It’s a truism that if you’re squeamish, having kids will cure you of it. Thousands of diaper changes (in times of good intestinal health and otherwise), plus occasional helpings of spit-up and vomit on one’s skin and hair, in one’s clothes, and throughout one’s house do the trick quite nicely. But Tuesday night was without doubt the death knell for any remaining squeamishness I had.
Our dog, Alex, is a month shy of her 18th birthday. She suffers from a variety of age-related complaints, including arthritis, nerve damage, and occasional incontinence. She is pretty frail and sometimes needs help simply walking. We seldom leave her alone for more than a couple of hours at a time.
Tuesday night she’d been home alone for just a couple of hours when we returned from dinner. At that dinner, Jonah and I shared a “molten chocolate cake” for dessert, Jonah sitting on my lap as we ate. This was wonderful, father-son-bonding-wise, but it made eating a little awkward, and at one point a piece of cake leapt off my fork on its way to my mouth, bouncing off my shirt and pants and landing on the floor. Being “molten,” it made some big brown stains on my clothes, a portent of what was to come.
Words fail me when trying to convey, in appropriately visceral terms, what we found when we got home, so I’ll have to settle for simply stating the facts:
- Alex pooped on the living room carpet.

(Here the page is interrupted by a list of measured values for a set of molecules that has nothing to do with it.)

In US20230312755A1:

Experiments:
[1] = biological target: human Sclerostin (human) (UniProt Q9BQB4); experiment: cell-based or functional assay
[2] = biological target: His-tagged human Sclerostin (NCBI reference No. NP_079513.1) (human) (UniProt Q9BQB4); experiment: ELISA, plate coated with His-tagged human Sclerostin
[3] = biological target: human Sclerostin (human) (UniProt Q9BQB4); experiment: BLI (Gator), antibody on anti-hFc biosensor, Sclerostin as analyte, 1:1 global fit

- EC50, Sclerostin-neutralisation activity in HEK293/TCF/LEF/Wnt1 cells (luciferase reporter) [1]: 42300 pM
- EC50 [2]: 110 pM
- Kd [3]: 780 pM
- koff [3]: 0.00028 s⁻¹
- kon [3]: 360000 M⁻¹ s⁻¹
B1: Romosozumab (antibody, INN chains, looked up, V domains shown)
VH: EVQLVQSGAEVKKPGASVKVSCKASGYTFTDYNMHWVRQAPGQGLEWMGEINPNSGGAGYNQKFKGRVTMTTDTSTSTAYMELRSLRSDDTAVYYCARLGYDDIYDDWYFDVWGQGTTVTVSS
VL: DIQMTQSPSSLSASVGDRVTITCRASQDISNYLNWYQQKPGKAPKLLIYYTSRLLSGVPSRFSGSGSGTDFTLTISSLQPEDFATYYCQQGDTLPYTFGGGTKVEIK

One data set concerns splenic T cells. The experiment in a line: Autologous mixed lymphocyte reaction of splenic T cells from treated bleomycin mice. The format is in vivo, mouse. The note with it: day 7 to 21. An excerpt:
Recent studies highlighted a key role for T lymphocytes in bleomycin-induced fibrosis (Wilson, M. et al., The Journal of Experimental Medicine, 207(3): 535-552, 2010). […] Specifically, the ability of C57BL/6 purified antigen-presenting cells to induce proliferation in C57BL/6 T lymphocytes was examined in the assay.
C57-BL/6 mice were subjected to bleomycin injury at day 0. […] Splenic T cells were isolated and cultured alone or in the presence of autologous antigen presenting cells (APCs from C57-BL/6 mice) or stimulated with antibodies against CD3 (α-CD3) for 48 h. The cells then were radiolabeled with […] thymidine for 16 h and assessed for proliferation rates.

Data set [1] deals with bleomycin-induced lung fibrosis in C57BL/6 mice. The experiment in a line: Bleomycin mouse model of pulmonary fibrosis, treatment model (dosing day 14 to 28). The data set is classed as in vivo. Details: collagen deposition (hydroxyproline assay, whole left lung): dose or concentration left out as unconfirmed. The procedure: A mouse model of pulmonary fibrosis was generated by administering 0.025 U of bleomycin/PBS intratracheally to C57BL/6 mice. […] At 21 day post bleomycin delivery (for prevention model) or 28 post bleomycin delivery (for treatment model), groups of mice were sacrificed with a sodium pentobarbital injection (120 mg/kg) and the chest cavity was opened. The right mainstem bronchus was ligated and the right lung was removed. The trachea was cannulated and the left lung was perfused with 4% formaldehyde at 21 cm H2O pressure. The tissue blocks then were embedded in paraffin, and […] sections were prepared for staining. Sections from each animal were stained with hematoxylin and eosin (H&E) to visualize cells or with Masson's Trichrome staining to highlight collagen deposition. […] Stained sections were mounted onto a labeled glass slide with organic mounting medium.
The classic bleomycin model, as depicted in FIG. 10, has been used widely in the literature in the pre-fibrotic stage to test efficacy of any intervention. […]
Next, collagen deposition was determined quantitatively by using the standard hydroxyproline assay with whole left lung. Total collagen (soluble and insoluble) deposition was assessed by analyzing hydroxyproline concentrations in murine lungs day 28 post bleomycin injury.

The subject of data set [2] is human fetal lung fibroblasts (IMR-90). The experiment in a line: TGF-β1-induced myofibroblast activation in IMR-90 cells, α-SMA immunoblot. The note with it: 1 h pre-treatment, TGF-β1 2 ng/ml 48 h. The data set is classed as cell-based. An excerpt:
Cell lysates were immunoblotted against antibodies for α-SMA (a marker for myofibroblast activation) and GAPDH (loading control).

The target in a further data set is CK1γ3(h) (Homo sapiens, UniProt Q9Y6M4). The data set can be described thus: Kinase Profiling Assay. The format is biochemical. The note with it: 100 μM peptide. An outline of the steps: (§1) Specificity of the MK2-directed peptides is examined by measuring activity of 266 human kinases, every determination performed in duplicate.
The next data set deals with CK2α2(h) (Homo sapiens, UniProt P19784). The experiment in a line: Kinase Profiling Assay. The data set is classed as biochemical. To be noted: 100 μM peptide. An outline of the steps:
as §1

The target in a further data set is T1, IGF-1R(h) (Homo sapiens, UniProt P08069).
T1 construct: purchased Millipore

- She fell down in it and could not get back up.
- She tried a lot.
We found her splayed on the floor in the center of a tremendous brown circle, smelling bad. Real bad. And clearly traumatized, poor girl.
All of the following then needed to happen at once:
- Calm Alex down
- Air her out
- Clean her off
- Clean the carpet
- Keep the kids away from the mess
I got the Alex-related jobs, Andrea got the house- and kid-related ones. Alex and I went out onto the lawn for a while. She was trembling and unsteady on her feet, but after a short while and some soothing talk she was clearly feeling better. So then it was time to get her in the bathtub.
Frail and old though she is, Alex’s coat is still thick and lustrous — when it’s not caked with fecal matter, that is. I spent about a week that night restoring that coat to its rightful sheen. Poor Alex has trouble standing at the best of times, but weighed down with a coatful of water, her feet on bare porcelain, and so soon after lying helpless (and injured from her struggling, most likely) in a pile of shit for who knows how long, was a bit much to ask. So with one hand I supported her weak back legs while with the other hand I directed the handheld shower spray all over her, my third and fourth hands lathering her up with sweet-smelling shampoo. Crippling my weak lower back by doing all this while leaning over the bathtub rim was a given.
A day and a half later and Alex is beautiful again, and seems back to her usual self. I wish I could say the same for the carpet; it’s still discolored and the smell isn’t quite gone. It’s covered with a layer of towels for now. Another couple of assaults with cleaning chemicals and sessions of vigorous scrubbing over the next day or so will tell whether the carpet can be rejuvenated like Alex or whether it will have to be put to sleep.